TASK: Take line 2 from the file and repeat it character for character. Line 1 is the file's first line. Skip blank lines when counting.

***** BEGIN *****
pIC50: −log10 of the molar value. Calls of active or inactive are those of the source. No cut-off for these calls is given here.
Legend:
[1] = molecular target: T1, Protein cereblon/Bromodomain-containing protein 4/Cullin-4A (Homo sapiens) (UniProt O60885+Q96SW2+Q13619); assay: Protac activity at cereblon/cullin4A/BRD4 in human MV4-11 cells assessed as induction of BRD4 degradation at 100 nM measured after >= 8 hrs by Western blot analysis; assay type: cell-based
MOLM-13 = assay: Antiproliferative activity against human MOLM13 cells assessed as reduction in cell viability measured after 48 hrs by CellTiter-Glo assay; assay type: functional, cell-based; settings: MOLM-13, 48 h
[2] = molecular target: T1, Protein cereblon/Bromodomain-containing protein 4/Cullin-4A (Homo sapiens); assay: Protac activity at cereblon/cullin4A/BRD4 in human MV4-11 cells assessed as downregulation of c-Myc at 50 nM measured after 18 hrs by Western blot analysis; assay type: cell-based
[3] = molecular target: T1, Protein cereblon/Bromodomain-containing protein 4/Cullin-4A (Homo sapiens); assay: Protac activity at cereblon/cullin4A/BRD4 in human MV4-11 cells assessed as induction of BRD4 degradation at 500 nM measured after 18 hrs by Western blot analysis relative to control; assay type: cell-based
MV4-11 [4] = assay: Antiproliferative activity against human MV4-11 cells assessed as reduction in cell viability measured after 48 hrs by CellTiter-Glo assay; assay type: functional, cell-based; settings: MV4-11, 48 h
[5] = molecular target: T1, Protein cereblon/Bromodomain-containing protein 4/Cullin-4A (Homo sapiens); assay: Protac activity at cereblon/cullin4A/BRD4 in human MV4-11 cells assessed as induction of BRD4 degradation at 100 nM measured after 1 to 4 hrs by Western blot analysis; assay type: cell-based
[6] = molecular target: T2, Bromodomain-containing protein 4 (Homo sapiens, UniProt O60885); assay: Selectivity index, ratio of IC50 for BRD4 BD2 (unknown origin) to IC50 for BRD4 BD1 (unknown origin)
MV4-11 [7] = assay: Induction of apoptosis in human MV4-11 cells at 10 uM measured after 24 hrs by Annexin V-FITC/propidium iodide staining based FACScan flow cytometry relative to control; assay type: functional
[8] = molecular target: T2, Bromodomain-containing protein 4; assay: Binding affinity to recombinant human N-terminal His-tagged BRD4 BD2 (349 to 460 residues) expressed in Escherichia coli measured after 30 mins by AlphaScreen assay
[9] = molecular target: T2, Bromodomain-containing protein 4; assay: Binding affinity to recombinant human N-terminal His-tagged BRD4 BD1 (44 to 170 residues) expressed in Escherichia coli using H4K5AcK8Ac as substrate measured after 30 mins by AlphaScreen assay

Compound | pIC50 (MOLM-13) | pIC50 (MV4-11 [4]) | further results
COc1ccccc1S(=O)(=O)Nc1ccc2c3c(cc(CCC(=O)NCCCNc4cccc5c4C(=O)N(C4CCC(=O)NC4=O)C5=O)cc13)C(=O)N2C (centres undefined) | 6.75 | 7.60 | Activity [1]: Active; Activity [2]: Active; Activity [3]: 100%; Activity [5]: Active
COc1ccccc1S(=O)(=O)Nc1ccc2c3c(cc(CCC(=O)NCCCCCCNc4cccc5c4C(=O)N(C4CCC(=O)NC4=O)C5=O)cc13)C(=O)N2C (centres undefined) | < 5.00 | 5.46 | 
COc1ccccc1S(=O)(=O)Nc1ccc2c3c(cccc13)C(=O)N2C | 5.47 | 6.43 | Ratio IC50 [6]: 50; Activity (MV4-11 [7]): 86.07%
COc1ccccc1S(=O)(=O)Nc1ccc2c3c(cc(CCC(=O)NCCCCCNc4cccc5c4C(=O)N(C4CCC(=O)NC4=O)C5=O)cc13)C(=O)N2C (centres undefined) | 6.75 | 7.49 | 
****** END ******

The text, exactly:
Legend: